More than 100,000 Texas homes and businesses went without power for a second day Wednesday as the remnants of Hurricane Nicholas slid across the Gulf Coast from Lone Star State to Louisiana, inundating a still shaky region from the wrath of Hurricane Ida less than three weeks ago.
Nicholas, downgraded to a tropical depression with sustained winds of 30 mph, was centered about 60 miles west of Lake Charles, Louisiana, early Tuesday. The storm was heading east at just 3 mph.
“Just because #Nicholas is a tropical storm and not a hurricane doesn’t mean we should take it lightly,” Gov. John Bel Edwards tweeted Tuesday night. “This storm has the potential to cause flash floods and river flooding statewide. Take this storm seriously and put yourself in a position to weather it safely.”
Nearly 80,000 utility customers remained without power in Louisiana, where the lights went out for more than a million homes and businesses during Ida’s peak of fury.
In Pointe-aux-Chenes, 70 miles southwest of Louisiana, Ida ripped off the tin roof from Terry and Patti Dardar’s house, leaving them without electricity or water. Nicholas’ rains have now soaked the top floor of their home – but it also provided much-needed water for the family, collected in jugs. They poured the water into a large plastic container through a colander, and a pump powered by a generator brought the water inside.
“We don’t have another place,” said Patti Dardar. “It’s our home.”
The National Weather Center has warned that Nicholas, who has already dumped more than a foot of rain in parts of Texas and several inches in parts of Louisiana, is expected to generate another 3 to 6 inches on Louisiana’s central Gulf Coast , Mississippi, Alabama and the Florida Panhandle through Friday, with isolated additional 10-inch totals possible in some areas.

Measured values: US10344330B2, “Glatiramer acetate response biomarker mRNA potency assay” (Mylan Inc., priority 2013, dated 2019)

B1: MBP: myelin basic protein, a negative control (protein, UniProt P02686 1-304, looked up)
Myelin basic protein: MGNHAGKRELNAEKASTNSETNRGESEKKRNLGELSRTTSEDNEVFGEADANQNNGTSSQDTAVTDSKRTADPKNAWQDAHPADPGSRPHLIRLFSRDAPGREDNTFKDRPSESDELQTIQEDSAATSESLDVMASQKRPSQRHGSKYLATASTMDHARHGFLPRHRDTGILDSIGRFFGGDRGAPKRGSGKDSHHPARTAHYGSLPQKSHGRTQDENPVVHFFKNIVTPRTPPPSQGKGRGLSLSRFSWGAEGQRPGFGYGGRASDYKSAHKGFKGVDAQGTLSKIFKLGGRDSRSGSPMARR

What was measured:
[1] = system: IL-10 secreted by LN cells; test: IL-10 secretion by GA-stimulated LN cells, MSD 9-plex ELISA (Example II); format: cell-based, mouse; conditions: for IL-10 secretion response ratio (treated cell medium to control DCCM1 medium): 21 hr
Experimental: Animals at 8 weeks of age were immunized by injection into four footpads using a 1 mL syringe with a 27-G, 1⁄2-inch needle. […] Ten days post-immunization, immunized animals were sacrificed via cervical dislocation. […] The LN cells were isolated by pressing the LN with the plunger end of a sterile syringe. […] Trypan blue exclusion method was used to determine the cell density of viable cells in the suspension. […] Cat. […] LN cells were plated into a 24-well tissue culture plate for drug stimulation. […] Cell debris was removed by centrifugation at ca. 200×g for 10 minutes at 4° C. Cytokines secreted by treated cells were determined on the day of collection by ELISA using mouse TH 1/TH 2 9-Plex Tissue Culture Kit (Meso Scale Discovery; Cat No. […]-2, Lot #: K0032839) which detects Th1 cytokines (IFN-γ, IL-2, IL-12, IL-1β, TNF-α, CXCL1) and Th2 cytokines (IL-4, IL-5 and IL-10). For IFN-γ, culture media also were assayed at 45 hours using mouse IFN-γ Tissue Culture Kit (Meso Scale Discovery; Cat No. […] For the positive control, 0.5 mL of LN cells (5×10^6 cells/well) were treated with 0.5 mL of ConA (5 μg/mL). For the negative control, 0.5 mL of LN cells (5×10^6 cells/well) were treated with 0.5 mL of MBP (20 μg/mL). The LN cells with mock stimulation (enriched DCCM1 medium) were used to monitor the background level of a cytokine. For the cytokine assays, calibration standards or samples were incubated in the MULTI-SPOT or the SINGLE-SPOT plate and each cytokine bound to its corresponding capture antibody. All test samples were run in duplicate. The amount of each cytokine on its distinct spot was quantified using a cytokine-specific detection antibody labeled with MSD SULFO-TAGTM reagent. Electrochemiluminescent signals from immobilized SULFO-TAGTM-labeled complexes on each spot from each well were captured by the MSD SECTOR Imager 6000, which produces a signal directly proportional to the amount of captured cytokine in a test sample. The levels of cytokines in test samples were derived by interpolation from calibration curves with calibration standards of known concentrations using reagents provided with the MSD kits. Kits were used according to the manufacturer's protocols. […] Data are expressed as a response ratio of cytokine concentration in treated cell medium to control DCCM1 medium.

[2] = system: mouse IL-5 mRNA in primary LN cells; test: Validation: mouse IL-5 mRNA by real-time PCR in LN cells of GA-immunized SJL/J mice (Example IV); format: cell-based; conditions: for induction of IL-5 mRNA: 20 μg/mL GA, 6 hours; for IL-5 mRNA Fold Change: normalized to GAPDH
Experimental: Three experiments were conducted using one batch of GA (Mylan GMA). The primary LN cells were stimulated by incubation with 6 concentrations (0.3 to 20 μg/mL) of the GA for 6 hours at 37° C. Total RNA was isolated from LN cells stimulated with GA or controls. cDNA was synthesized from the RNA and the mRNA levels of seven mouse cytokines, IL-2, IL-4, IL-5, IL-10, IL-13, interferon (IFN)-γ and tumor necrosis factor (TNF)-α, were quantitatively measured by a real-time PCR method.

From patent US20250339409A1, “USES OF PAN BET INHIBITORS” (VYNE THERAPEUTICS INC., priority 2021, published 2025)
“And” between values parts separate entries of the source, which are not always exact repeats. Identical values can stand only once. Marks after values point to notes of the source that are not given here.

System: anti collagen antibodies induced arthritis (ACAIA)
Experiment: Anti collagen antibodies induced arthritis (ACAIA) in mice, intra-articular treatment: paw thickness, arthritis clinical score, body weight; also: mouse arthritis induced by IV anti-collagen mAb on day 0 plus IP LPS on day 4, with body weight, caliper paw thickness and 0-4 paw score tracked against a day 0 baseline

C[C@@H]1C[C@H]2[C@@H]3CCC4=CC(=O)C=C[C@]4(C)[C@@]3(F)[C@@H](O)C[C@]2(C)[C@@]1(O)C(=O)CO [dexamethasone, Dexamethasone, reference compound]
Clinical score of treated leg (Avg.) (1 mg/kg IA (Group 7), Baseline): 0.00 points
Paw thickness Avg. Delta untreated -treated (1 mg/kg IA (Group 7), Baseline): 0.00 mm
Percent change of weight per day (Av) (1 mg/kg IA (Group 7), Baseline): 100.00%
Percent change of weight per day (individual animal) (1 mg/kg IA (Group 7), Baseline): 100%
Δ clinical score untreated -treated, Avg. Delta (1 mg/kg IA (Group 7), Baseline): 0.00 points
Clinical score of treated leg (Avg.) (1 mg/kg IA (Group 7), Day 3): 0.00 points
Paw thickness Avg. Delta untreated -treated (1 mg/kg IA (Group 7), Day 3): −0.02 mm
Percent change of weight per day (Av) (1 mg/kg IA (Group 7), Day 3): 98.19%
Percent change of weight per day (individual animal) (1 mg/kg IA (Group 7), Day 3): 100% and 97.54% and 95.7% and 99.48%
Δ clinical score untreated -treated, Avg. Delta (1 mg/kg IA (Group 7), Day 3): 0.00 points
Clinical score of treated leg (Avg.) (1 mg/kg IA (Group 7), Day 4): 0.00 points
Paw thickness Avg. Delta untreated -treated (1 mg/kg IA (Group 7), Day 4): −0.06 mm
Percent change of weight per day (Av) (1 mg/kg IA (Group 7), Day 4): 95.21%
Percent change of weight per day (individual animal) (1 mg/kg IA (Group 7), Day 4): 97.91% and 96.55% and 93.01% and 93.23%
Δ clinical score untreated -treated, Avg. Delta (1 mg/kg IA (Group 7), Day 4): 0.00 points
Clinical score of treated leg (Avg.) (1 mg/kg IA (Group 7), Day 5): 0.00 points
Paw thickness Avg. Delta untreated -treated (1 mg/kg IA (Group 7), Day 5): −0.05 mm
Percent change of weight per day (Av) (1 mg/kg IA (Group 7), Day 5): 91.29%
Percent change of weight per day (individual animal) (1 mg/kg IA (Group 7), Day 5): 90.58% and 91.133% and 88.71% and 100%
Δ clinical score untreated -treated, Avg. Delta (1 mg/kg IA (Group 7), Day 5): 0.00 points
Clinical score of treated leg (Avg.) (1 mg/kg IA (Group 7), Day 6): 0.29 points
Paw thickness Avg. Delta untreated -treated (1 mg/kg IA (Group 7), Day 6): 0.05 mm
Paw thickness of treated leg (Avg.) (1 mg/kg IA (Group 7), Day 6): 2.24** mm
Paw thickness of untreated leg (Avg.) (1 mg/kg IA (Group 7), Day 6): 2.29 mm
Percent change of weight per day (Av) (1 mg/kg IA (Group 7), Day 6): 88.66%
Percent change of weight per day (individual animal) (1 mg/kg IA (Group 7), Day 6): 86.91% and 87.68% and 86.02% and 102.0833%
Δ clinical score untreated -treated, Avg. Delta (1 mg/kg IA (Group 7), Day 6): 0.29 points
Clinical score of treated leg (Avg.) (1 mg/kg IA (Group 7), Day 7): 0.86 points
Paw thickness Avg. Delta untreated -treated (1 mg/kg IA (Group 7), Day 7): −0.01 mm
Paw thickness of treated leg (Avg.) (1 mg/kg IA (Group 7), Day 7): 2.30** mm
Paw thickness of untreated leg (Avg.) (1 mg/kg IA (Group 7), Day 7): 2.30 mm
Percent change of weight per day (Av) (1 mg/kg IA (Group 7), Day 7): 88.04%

“Life-threatening flash flood impacts, especially in urban areas, are possible in these areas,” said Alex Lamers, meteorologist in charge of coordinating warnings for the National Weather Service.
Nicholas hits the Texas coast, but weakens in strength: ‘Life-threatening’ flash floods likely in the South
Tornado warnings were issued in parts of southern Louisiana early Wednesday. The storm is expected to gradually dissipate over central Louisiana on Thursday.
Hurricane Nicholas made landfall early Tuesday along the Matagorda Peninsula with torrential rains and a storm surge. The cleanup was in full swing in Texas, where more than 14 inches of rain fell in parts of the Galveston area. Houston was hit with 6 inches, and the city has set up cooling and phone charging centers in areas where the power outages have been prolonged.
Earlier, first responders joined members of the National Guard in rescuing people from flooded homes.
“Texas has deployed whitewater boats, helicopters and large-scale vehicles to assist local authorities in rescue efforts resulting from flooding and high winds,” Governor Greg Abbot said Tuesday. “Emergency shelters have been set up for residents who may be displaced.
Following:Ida is one of the strongest hurricanes to ever hit the United States. But it could have been worse.